SAN FRANCISCO, July 17 (Reuters) – Google Inc’s
reshuffle of its senior ranks underscores the
Internet company’s evolving business ambitions, analysts say.
Four years after co-founder Larry Page took the reins back
as chief executive officer, his team of lieutenants is clearly
undergoing a refresh.
SAN FRANCISCO (Reuters) – Google Inc’s chief business officer, one of Chief Executive Officer Larry Page’s key lieutenants and the company’s main liaison to Wall Street, is leaving the Internet search company, the latest high-ranking executive to depart.
Nikesh Arora, who joined Google nearly a decade ago, will move to Japan’s SoftBank Corp as vice chairman, according to a post by Page on the Google+ social network.
SAN FRANCISCO (Reuters) – Facebook Inc is testing a new “buy” button on its website that will let consumers purchase products that are advertised on its social network.
The new service, which Facebook described on Thursday as a test with a “few small and medium-sized businesses” in the United States, represents the Internet social networking company’s latest effort to play a bigger role in the e-commerce business.
SAN FRANCISCO, July 15 (Reuters) – Yahoo Inc cannot
seem to part ways with Alibaba (IPO-BABA.N: Quote, Profile, Research, Stock Buzz). And with Yahoo’s
business continuing to deteriorate, some Wall Street analysts
say it is hard to blame the company.
Yahoo said on Tuesday that it would keep a
bigger-than-expected chunk of its stake in Alibaba when the
Chinese e-commerce company goes public later this year.
SAN FRANCISCO (Reuters) – Yahoo Inc pledged to pay its shareholders at least half the proceeds from Alibaba Group Holding Ltd’s mega-IPO this fall, and plans to keep a larger stake in the Chinese e-commerce company than expected.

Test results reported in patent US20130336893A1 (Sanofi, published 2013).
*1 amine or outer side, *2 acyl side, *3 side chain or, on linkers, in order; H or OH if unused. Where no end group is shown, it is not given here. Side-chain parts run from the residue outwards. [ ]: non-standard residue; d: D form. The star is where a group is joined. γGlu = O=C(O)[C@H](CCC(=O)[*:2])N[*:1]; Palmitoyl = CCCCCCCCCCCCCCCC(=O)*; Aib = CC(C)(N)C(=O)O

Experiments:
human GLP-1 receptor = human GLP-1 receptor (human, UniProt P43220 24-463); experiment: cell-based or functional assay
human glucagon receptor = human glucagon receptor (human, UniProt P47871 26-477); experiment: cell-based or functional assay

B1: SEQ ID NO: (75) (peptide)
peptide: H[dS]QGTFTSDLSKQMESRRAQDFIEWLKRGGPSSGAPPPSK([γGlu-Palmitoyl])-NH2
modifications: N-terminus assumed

Yahoo’s roughly 24 percent stake in the world’s largest Internet retailer is viewed on Wall Street as its most prized asset. On Tuesday, it said Alibaba had agreed to let Yahoo sell at most 140 million shares in the IPO, down from a previous cap of 208 million.
SAN FRANCISCO (Reuters) – Yahoo Inc will pay investors at least half the proceeds from its Alibaba share sale when the Chinese Internet retailer goes public, and retain a larger stake than expected, helping to offset the U.S. company’s disappointing results on Tuesday.
Shares of Yahoo were roughly flat at $35.57 in after-hours trading.
“What you see is the fundamentals at core Yahoo continue to deteriorate, but there’s at least some good news on the Alibaba front,” said Macquarie Research analyst Ben Schachter.
SAN FRANCISCO, July 2 (Reuters) – Facebook Inc wants
its users in India to hang up on advertisers.
The Internet social networking company is testing a new type
of ad in the country that allows mobile phone users to click a
button that calls a brand advertiser, immediately hangs up and
then receives a return call.
SAN FRANCISCO (Reuters) – Google Inc has acquired streaming music service Songza, the Internet search company’s latest move to play a bigger role in the fast-growing online music business.
Google said on Tuesday it would explore ways to incorporate aspects of Songza into its existing streaming music service over the coming months. For now the four-year-old Songza service, which creates “expert-curated” music playlists intended to match users’ activities and tastes, will remain unchanged for existing users.
SAN FRANCISCO (Reuters) – Google Inc will shut down its early social-networking service, Orkut, which was launched ten years ago but has failed to put Google ahead in what has become one of the Web’s most popular businesses.
Google said it will shut down Orkut, which is widely used in Brazil and India but hasn’t caught on more broadly, on Sept. 30, to focus on its other social networking initiatives.
SAN FRANCISCO/DETROIT (Reuters) – In 2012, a small team of Google Inc engineers and business staffers met with several of the world’s largest car makers, to discuss partnerships to build self-driving cars.
In one meeting, both sides were enthusiastic about the futuristic technology, yet it soon became clear that they would not be working together. The Internet search company and the automaker disagreed on almost every point, from car capabilities and time needed to get it to market to extent of collaboration.